There are times when developing a new app feels like constructing a Lego model (one of the really hard ones, like the giant Death Star). Even when utilizing a Backend-as-a-Service (BaaS) — or any other Fill-in-the-Blank-as-a-Service — there is still a lot of hands-on work required. You still need to integrate that smorgasbord of separate elements, create the code necessary to join, test, and maintain them, and build CI/CD around the whole kaboodle.
For example: in Amazon Web Services, users have Lambda to run and host functions; but they also need to deploy AWS API Gateway, requiring custom code to expose connectors to third-party enterprise or cloud systems. And then they need to wire up the AWS PaaS for your business logic and other microservices. In, say, Azure, you’d need Azure Functions, Service Bus and Data Factory, and Logic Apps and Service Fabric.
All of these are designed to make life easier — and days to market that much shorter — and indeed they do. But there’s no way that stitching together three more products, with different APIs and CI/CD rules, is not a pain in the posterior. So, make that constructing a giant, super complex Lego model — say, the giant Death Star — with really angry Legos. We’ve all been there. It’s what we do, yes — but who doesn’t want to speed the plow?
That’s no moon. It’s a space station. Or maybe a really powerful BaaS.
Enter Kinvey’s newest platform power-up for the time-pressed dev team: Flex Services Runtime. The company claims that Flex Services Runtime is the industry’s first unified Node.js platform designed to seamlessly integrate and run microservices and event-based cloud functions while integrating enterprise system streams.
Flex works as an extension of Kinvey’s existing open-architecture BaaS, building out those robust services with a single, integrated serverless platform. No-code implementation is possible for standard systems; otherwise, Flex is designed to need relatively simple, low-code development to run on non-standard systems. As a bonus, any Node Package Manager (npm) library has plug-and-play execution on the Flex platform.
Kinvey aims to make the development of rich application experiences fast, easy and accessible to any developer, anywhere. The company’s Rapid system of services consists of zero-code, configurable modules that enable secure, governed and above all instant access to enterprise systems, as well as cloud-based SaaS applications.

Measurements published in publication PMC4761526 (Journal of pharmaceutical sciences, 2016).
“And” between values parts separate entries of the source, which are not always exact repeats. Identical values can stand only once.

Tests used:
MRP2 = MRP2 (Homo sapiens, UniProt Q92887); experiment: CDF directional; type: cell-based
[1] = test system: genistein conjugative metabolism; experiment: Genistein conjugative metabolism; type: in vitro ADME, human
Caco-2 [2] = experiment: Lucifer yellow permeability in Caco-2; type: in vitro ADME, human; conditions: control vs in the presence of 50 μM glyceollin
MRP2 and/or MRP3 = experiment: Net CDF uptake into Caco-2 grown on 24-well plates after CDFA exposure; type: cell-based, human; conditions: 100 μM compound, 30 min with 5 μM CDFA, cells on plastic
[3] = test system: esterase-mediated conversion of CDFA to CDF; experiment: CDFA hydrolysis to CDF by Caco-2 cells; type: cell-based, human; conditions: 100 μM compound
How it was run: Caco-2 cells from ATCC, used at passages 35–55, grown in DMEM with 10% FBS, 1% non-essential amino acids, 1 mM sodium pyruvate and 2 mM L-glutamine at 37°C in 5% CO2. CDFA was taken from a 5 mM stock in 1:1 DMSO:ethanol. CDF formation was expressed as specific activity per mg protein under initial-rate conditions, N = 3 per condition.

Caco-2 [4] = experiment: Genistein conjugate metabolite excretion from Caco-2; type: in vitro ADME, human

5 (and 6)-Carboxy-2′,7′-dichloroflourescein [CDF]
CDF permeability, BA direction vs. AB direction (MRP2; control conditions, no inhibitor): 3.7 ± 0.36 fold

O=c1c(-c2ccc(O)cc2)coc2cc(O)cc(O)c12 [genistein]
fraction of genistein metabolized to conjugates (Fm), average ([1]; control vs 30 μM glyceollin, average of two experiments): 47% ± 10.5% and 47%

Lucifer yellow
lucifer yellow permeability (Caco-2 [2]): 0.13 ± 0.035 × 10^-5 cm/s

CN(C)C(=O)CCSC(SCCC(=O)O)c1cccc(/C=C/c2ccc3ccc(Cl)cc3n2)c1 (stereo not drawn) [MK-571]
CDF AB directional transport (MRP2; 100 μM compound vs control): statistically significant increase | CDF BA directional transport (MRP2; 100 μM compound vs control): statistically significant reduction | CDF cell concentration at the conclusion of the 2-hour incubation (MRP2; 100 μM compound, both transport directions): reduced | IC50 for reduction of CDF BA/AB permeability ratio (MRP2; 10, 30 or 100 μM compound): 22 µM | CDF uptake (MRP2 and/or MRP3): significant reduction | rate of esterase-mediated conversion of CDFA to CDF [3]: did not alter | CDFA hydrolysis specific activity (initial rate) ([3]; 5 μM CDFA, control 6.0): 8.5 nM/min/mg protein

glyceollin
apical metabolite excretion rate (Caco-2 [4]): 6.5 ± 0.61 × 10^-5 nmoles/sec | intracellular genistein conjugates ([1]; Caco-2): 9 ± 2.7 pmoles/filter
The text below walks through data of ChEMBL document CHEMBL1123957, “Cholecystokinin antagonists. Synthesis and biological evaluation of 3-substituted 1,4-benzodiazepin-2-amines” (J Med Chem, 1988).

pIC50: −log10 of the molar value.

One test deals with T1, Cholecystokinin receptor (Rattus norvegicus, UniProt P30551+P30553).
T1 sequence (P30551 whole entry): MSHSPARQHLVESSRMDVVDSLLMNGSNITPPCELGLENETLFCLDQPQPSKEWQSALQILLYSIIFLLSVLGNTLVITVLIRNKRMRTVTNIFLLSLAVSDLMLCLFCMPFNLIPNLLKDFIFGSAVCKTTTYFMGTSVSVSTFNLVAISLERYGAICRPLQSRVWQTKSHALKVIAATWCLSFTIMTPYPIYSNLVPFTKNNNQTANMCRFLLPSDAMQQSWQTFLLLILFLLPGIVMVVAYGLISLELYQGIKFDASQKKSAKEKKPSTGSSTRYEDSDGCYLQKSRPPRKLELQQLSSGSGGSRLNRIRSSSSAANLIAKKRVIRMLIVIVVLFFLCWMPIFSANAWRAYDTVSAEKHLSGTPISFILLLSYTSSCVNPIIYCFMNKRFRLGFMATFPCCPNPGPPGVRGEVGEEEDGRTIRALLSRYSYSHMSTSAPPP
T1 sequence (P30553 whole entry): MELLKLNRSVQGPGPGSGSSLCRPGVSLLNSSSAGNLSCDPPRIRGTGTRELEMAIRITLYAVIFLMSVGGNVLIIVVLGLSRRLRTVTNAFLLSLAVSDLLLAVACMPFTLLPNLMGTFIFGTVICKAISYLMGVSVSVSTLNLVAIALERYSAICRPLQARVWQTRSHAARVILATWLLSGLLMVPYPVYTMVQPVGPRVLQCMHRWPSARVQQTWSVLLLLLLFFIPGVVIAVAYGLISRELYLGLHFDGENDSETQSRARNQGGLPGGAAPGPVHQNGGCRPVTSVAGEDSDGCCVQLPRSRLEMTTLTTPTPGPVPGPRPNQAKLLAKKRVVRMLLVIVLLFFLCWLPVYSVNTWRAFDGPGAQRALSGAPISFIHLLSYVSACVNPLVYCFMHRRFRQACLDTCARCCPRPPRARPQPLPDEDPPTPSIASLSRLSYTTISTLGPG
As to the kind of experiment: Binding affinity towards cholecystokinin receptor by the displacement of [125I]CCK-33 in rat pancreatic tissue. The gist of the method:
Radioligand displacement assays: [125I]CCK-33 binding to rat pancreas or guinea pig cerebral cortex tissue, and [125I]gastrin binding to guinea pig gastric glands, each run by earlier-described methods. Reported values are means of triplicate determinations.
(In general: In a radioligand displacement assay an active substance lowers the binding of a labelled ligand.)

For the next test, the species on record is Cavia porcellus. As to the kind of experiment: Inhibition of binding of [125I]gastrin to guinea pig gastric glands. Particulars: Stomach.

The Flex service universe offers low-code microservices modules that execute functions and enable fast integrations to enterprise systems of record. Underneath is the Kinvey BaaS platform with a complete feature set including a Flex SDK for development, a local testing environment, and CLI tools to enable continuous integration and automated deployment. Both Rapid and Flex services come with built-in tech support, troubleshooting, and diagnosis powered by a feature called Operational Intelligence.
This is a new day. A new beginning. A new serverless platform.
“A single integrated platform that is truly serverless while allowing low- or no-code configuration is without parallel in the industry today. Our customers get to focus resources on innovation and value-added features instead of being dragged down by legacy architectures,” said Jikku Venkat, Vice President of Product at Kinvey, in a statement. Other mobile platform providers like IBM, and Microsoft, he explains, hand developers a sack of parts (Legos!) that they need to integrate, scale, and maintain.
“Kinvey provides a complete, one-stop shop for everything you will need to deliver modern, innovative apps, and helps you do it very, very quickly,” said Venkat. Indeed, the Flex Services Runtime release appears to have propelled Kinvey to the front of the BaaS brigade: Kinvey was recently named the top-ranked product in the Forrester Wave: Mobile Development Platforms, 4Q 2016 — above all other vendors.
Only a Sith deals in absolutes. Or legacy architectures.
Kinvey is available on multiple cloud platforms, and offered via multitenant and dedicated cloud deployment models, including an HIPAA Compliant edition for life sciences and healthcare requirements. Customers include enterprise users like Farmers Insurance and VMware and healthcare providers such as Thomas Jefferson University Hospitals. Mobile strategy and development company Propelics recently onboarded Kinvey’s platform to build a pilot project for a client. Shahab Choudhry, founder and partner at Propelics, reports that this “enabled us to deliver a very complex app in less than a month.” Kinvey’s scalable architecture will now, he says, “Make it easy to take this application from pilot to production very quickly, because we can focus on app features and UX instead of infrastructure, operations and compliance.”
May the Force be with you — affordably.
Kinvey’s BaaS — now with Flex Services Runtime! — are offered free to individual developers, allowing one admin or additional collaborator, and including core mBaaS features and support and one environment and one GB storage, per app. Startups (under 20 employees) get enhanced capacity and support for $200 per month, per app, while enterprise and large business clients can build their own combo platter of Kinvey’s services and support on a custom basis.
Meaning that developers can designate their Lego time for finally finishing up that 3,803-piece Death Star model after all.
Feature image: The Lego Death Star.